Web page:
Pat Simons was a pioneer as an attorney and is a pioneer in her retirement. After graduating from Saint Louis University School of Law in 1974, she was one of the first women to be hired at a major St. Louis law firm when she joined Popkin and Stern. In 1998, she decided to leave her successful legal practice to support child literacy. The fruit of her labor, Ready Readers, has more than 600 volunteers who read to nearly 10,000 preschool children each week. Several times a year, the preschoolers receive a book to take home. “Literacy is a social justice issue,” wrote Ready Readers Director Lisa Greening. “Without the ability to read, a citizen does not have equal access to information, opportunities and understanding.”
What are your proudest career accomplishments?
I am thrilled that Ready Readers survived me and is thriving. Our trained volunteers now read each week to about 10,000 low-income preschool children in about 190 preschool programs, and we give each child up to seven personalized, high-quality books as gifts every year.
What inspired you to get involved in the public service or justice system?
All my life, I have had a strong interest in literacy. Before practicing law, I taught high school English and French, and during the time I practiced law, I headed a law firm associate training program, sometimes taught at Wash U and SLU, and sometimes taught at an orphanage and at an alternative high school. When I closed my law practice after about 24 years, I decided to give back by devoting full-time to promoting literacy by co-founding and directing Ready Readers, a nonprofit whose mission would be to inspire at-risk preschool children to become readers.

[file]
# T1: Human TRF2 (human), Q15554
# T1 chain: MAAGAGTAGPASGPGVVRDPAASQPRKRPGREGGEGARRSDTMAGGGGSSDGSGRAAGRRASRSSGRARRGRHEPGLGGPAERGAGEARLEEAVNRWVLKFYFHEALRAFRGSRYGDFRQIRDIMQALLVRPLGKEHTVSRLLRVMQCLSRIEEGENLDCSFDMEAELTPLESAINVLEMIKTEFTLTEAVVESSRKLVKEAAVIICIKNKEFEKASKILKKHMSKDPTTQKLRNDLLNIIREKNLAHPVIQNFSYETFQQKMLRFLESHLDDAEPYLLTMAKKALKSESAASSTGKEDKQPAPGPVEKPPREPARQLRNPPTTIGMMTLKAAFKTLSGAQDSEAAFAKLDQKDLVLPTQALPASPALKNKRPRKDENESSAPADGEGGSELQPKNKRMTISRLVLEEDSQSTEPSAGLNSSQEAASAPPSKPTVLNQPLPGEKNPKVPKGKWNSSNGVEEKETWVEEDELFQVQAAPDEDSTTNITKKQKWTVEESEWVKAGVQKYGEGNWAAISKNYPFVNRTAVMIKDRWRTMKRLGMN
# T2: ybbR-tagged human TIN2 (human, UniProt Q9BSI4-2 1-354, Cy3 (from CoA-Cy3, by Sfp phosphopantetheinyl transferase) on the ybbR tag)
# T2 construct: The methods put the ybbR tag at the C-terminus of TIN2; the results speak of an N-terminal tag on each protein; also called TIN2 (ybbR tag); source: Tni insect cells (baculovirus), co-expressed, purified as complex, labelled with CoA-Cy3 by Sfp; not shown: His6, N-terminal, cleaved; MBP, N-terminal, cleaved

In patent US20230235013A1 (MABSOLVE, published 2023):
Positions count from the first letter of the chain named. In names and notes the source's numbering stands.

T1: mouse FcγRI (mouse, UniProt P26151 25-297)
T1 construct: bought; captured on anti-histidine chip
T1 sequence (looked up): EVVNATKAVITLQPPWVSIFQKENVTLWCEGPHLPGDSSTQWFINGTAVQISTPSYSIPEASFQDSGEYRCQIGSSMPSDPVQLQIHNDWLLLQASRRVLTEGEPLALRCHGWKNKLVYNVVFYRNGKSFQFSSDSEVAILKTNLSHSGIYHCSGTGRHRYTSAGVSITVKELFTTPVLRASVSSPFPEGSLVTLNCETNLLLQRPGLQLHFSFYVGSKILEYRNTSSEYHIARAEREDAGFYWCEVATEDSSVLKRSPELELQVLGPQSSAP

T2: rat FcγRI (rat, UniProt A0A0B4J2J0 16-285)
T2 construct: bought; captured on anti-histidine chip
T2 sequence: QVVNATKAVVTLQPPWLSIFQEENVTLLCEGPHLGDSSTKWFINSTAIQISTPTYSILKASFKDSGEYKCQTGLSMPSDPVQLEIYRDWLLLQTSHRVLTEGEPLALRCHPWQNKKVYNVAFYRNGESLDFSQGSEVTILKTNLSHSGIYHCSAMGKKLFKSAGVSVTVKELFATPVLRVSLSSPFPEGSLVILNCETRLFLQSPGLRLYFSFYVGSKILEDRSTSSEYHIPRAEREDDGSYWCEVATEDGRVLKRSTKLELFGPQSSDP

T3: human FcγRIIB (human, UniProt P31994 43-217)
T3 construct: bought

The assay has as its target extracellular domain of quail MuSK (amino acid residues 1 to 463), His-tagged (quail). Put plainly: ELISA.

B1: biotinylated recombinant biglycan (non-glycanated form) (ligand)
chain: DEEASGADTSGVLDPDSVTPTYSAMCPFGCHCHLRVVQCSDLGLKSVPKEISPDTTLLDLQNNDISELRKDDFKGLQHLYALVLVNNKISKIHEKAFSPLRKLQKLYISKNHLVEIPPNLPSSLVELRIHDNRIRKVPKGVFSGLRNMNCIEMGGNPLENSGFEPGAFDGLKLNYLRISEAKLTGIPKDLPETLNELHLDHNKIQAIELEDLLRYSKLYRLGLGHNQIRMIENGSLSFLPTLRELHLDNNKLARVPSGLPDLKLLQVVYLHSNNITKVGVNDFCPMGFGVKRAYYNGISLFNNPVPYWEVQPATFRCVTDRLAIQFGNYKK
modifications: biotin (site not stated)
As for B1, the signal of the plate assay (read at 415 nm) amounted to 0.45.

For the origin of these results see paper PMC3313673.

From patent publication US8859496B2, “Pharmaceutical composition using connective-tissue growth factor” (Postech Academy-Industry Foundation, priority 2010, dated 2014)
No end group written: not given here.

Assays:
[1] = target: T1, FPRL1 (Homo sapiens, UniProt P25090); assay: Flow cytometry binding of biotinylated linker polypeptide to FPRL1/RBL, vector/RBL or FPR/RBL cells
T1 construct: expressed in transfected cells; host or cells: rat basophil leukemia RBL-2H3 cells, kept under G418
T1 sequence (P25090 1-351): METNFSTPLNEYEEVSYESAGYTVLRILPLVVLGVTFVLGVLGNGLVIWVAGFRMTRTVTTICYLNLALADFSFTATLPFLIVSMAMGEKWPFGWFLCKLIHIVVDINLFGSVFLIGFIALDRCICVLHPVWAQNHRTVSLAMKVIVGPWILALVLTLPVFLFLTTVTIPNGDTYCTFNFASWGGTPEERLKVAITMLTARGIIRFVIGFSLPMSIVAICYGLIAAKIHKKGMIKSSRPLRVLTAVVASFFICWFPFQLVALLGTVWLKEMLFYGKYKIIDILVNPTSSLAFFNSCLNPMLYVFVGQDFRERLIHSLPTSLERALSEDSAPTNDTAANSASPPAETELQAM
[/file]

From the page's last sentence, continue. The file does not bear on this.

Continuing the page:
What is the best advice you have given or received?
I think Rudyard Kipling’s poem “If” has often been helpful to me, although he wrote it to tell a boy how to be a man. But then, I always felt most women can do whatever most men can do – as long as brute strength isn’t required.
What is something that would surprise people about you?
I love to be silly.
When you were growing up, what did you want to be?
A journalist and author.